Friday, May 13, 2011

With the primary less than a week away, It's time to re-float an idea I proposed two years ago.
Democrats and Republicans will pick their nominees for state, county, school board and municipal offices on Tuesday.
In judicial and school board races, candidates can cross file; that is seek the nomination of both the Republican and Democratic parties. The system was designed to take the politics out of the process. But it's not NON-PARTISAN. It's BI-PARTISAN. That's a huge difference. 
Thousands of voters who don't belong to either of the major parties cannot vote in the primary. 
To make the process truly non-partisan I propose the following; a  non-partisan runoff primary in which all registered voters can participate.
Here's how it would work in the Luzerne County Court of Common Pleas race.
All sixteen (16) candidates would appear on a single ballot. Each candidate would be listed along with their party of registration. For example; John Aciukewicz (D) Richard Hughes (R). 
There would not be a Democratic ballot and a Republican ballot. 
The number of nominations available would be twice the number of vacancies. In Luzerne County's case, the field would be narrowed to the top twelve (12) candidates since there are six (6) vacancies. Voters could cast their ballots for up to six (6) candidates.
Candidates who do not belong to either of the major parties could also file nominating petitions for the Primary runoff. A candidate from the Green Party could be on the ballot providing she or he obtained the signatures of Green Party registered voters. The number of signatures would be the same for all candidates. The big difference in a runoff primary, ALL voters, not just Democrats and Republicans could vote.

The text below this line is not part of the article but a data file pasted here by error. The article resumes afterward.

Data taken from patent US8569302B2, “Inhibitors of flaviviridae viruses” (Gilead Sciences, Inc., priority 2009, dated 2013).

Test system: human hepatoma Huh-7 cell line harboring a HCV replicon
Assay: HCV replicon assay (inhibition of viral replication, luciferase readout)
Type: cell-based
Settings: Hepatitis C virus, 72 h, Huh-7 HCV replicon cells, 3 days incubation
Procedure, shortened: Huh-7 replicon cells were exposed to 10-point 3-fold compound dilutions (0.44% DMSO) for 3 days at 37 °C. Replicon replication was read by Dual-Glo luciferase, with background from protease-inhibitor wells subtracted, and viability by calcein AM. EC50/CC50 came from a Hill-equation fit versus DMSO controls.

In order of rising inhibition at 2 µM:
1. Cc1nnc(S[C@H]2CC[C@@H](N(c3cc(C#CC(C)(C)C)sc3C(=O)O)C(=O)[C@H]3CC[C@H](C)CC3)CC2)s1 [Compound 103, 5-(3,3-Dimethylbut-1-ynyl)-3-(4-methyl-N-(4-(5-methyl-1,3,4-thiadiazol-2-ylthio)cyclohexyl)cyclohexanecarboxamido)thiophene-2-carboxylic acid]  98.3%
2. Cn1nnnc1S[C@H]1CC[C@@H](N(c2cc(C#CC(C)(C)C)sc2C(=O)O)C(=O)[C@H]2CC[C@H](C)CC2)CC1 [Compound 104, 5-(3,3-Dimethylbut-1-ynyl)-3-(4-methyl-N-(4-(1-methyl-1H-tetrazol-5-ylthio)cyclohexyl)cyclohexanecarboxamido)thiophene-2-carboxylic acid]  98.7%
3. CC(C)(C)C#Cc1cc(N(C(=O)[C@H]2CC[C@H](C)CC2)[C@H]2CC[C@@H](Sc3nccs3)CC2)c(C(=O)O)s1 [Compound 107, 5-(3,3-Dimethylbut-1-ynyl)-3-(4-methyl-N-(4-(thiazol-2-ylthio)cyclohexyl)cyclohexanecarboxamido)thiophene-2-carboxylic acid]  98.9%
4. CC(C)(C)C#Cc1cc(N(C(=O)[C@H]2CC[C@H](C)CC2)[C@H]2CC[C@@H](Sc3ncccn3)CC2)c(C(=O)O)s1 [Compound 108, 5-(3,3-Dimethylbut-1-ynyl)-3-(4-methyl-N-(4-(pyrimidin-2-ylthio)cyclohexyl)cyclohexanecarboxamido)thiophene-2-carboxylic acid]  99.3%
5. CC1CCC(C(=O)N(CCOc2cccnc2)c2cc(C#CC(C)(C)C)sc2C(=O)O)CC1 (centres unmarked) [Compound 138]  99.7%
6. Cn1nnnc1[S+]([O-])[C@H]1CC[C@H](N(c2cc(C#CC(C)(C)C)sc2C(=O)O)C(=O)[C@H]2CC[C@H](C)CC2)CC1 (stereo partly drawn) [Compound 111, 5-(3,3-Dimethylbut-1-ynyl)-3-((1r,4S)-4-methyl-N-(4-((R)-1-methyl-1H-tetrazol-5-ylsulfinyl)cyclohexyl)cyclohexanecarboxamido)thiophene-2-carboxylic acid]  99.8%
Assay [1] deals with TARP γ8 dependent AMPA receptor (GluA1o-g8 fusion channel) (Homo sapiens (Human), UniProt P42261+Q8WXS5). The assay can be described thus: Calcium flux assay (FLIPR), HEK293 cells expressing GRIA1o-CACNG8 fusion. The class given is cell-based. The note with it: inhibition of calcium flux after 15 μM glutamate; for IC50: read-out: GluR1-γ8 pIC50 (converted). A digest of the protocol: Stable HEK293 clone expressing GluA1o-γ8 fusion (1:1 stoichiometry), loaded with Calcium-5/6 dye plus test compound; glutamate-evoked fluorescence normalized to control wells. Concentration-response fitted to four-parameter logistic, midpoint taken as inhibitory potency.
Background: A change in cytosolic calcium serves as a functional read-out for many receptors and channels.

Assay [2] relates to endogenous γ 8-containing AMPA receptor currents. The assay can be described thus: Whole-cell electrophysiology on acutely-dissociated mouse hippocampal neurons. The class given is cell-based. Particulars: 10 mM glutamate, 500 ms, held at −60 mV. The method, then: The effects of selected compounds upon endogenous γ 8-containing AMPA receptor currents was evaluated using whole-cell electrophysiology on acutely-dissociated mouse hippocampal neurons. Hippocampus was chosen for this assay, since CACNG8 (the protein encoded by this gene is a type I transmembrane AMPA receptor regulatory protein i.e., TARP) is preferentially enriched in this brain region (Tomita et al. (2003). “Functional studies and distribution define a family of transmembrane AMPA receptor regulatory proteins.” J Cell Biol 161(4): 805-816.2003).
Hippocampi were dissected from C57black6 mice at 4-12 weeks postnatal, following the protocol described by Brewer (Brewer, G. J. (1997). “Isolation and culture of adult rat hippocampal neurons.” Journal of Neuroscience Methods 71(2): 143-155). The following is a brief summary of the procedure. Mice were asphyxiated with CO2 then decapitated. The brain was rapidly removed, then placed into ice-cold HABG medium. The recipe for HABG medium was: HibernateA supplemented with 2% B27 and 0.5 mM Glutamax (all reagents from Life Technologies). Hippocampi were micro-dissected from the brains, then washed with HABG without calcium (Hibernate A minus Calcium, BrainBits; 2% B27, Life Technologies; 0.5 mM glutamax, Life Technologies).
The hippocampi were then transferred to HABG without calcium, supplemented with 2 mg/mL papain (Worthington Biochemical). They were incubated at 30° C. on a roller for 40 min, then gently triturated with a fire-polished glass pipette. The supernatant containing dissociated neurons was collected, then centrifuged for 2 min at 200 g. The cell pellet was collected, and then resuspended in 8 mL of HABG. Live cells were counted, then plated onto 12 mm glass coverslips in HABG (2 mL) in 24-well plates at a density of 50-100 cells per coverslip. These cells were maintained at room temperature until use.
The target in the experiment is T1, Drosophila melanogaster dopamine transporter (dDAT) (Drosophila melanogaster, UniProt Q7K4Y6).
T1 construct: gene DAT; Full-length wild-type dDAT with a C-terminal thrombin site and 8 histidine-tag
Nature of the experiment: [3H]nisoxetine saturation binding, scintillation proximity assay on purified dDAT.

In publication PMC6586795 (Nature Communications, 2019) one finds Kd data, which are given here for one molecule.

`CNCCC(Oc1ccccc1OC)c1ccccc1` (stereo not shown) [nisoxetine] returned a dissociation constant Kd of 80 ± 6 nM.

The runoff Primary could and should be used in School Board and Magisterial District Judge races as well. Double the number of vacancies to get the number of candidates who would square off in the November Election. Five School Board vacancies? Ten top finishers in the runoff move on. In November, the candidates would again appear on one ballot listed in their order of finish in the primary runoff.
The runoff could even be used in municipal races for Mayor, Council and Township Supervisor. The argument would be made that in towns where one party dominates the registration, you could see all Democrats or all Republicans squaring off in November's election. Sure that possibility exists, but in all likelihood the process would open up for the minority party and even third party candidates.
Those seeking office would have to seek the popular vote and not just speak to the voters of their party. That takes the partisan politics out of the race.
If we truly want to encourage participation in primaries and elections, give voters a reason to go the polls in May and November.

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